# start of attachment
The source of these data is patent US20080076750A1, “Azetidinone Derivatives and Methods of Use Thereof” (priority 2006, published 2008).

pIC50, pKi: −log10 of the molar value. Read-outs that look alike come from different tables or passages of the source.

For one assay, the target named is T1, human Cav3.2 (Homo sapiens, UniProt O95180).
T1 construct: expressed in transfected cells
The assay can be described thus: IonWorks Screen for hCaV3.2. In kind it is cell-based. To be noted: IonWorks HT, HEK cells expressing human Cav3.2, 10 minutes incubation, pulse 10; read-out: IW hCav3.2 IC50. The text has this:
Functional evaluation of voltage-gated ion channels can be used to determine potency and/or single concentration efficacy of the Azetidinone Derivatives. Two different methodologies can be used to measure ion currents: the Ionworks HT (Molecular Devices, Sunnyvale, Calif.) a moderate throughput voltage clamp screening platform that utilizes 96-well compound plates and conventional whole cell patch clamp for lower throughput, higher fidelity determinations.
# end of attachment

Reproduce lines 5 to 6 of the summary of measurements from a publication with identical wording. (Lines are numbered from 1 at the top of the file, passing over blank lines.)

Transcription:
The assay can be described thus: IonWorks Screen for hCaV3.2. In kind it is cell-based. To be noted: IonWorks HT, HEK cells expressing human Cav3.2, 10 minutes incubation, pulse 10; read-out: IW hCav3.2 IC50. The text has this:
Functional evaluation of voltage-gated ion channels can be used to determine potency and/or single concentration efficacy of the Azetidinone Derivatives. Two different methodologies can be used to measure ion currents: the Ionworks HT (Molecular Devices, Sunnyvale, Calif.) a moderate throughput voltage clamp screening platform that utilizes 96-well compound plates and conventional whole cell patch clamp for lower throughput, higher fidelity determinations.